Slocomb Windows Reviews

If you’re looking for Slocomb windows reviews you’ve come to the right place. Slocomb is a small manufacturer located in PA. They’re the type of window manufacturer that I usually suggest avoiding. Is there any reason to take the gamble on a small vinyl window manufacturer like Slocomb?

The short answer is no. There’s nothing particularly unique about the windows from Slocomb. For that reason, I would say there’s no upside to taking the gamble on a small manufacturer like this. Since we’re here lets look at reviews of all of their window models.

Slocomb Windows Reviews

  • 115 Series
  • 143 Series
  • 643 Series
  • 177 Series
  • 677 Series

Is the Solcomb window warranty any good?

It’s decent but defininltey risky. Frequent readers of this site know that I always suggest working with large and well established manufacturers.

As an example of why this is, I just wrote a post about Serious Windows. They had a lot of hype and enthusiastic salespeople. Now they’re out of business and everyone who bought their windows is out of luck. They’re one of many companies who have suffered this fate.

So, the warranty from Slocomb windows looks fine. It’s a lifetime warranty on the vinyl and the glass. There is no glass breakage coverage and no labor coverage.

If you’re thinking of buying these windows just keep in mind that these little manufacturers can come and go pretty easily. Will you still be happy with your windows if there is no warranty or access to replacement parts in a few years?

Slocomb window information and detail.

Are Slocomb Windows energy efficient?

Slocomb windows are efficient but not any more efficient than any other vinyl windows out there. If you’ve heard any exaggerated claims about efficiency just compare the ratings to see for yourself.

Slocomb windows efficiency ratings and reviews
Here you can see the efficiency ratings for the Slocomb 677 series windows. These numbers are fine for a triple pane window, but they’re not remarkable or unique. Some folks who appear to be salespeople selling Slocomb windows have written in to say these are raitings for double pane windows. I’ve asked for further clarification / confirmation of that and haven’t received a reply.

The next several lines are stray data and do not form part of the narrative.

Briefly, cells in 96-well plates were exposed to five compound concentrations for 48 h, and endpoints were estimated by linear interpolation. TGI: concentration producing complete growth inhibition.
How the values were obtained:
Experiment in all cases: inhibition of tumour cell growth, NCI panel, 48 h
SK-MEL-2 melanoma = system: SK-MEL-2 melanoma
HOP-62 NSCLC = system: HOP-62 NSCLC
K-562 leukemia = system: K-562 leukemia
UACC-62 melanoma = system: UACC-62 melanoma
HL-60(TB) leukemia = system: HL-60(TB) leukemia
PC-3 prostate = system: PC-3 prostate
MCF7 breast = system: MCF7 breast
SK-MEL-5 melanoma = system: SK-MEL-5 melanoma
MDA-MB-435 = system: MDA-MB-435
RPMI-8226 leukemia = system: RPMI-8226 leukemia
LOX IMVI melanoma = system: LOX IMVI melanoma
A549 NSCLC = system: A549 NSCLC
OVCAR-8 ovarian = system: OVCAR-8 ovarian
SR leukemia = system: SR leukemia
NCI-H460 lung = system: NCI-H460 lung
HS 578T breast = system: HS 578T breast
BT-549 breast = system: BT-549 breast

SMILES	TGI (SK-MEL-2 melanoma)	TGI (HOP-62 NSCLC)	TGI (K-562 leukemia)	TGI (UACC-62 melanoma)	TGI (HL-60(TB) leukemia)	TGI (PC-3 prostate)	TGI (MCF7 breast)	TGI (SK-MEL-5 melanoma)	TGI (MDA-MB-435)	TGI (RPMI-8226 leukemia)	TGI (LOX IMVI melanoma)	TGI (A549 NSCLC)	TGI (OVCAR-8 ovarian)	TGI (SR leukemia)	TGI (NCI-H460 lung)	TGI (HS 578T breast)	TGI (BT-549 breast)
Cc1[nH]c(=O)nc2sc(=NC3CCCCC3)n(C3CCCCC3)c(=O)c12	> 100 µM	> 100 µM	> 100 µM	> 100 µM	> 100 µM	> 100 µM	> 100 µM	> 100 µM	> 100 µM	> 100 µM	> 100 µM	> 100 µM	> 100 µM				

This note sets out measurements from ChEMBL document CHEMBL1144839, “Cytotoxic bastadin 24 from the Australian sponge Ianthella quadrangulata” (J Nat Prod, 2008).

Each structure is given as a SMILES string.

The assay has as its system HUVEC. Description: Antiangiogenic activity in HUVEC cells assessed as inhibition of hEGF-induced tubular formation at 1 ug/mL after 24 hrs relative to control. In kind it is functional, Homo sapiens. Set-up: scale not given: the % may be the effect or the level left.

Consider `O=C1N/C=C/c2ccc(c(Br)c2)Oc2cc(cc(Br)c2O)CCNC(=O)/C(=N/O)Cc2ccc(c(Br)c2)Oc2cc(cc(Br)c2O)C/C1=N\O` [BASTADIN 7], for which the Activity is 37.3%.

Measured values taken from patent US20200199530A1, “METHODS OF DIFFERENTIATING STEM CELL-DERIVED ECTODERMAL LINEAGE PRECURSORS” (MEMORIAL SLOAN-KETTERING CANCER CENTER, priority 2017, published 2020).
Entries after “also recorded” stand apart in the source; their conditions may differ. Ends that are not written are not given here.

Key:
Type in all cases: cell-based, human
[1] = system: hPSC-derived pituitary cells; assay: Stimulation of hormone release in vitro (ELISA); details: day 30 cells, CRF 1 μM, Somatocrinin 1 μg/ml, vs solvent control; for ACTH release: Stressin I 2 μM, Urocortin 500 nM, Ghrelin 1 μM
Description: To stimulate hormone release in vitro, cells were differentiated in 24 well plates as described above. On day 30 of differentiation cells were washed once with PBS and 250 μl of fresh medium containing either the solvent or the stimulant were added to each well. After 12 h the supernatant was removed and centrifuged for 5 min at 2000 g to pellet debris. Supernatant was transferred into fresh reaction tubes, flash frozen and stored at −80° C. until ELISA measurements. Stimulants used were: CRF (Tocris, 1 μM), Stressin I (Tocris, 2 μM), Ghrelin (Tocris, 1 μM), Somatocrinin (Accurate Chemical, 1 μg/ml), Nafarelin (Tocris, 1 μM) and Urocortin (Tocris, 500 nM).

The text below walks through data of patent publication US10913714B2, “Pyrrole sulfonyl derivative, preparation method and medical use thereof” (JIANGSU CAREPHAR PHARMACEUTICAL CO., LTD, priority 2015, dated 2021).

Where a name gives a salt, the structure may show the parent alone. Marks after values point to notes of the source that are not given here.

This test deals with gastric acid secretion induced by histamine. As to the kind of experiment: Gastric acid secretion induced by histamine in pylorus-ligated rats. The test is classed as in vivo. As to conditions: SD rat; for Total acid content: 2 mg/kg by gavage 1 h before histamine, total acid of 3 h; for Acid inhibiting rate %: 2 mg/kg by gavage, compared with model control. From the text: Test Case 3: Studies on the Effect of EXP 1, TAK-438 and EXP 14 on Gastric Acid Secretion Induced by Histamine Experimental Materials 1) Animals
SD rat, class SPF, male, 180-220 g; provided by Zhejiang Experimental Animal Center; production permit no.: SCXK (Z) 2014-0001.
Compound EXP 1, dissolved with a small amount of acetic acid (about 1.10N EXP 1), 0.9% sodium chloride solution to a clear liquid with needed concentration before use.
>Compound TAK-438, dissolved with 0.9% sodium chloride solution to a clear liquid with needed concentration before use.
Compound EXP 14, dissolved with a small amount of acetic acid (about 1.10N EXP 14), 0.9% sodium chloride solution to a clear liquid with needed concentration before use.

Here is a picture from the Slocomb 677 series brochure. You can see it shows fiberglass insulation shoved in the frames. I bet the salespeople love this, but they probably don’t tell you that it doesn’t do much.

slocomb windows insulation and efficiency
Here you can see the silly fiberglass insulation

Why do I think this insulation is silly? Because it doesn’t improve the efficiency ratings. If the windows are stuffed with this stuff, but they’re not more energy efficient is that sill somehow better for you? No.

The chart above shows a 0.22 U-Factor which is very typical for a triple pane window. So, that indicates to me that this foam is just there to be a sales pitch which is a little silly.

What’s the bottom line?

Slocomb makes perfectly fine windows. If you were my buddy asking me which windows to buy Slocomb would probably not be the option I would recommend. They’re a smaller manufacturer and that carries risks that most people undervalue. I think you can find a very comparable product from a larger and more established manufacturer. That’s what I would look for if the windows were going into my house.

There is one larger sales and installation company that pushes Slocomb windows and they’re one of my least favorite companies. They’re pushy, the offer very high prices and they’re one of the companies that gives all window companies a bad name. There’s just nothing attractive about these windows.

How can you find a great window company?

When shopping for windows I do always suggest finding a great installation company before you fall in love with any particular window model. There are plenty of great window options out there but not as many local companies that are great to work with.

To know which companies to avoid you can find common window sales tactics here. That’s become one of the most popular sections on the site. You can also find the most detailed window reviews on the internet here.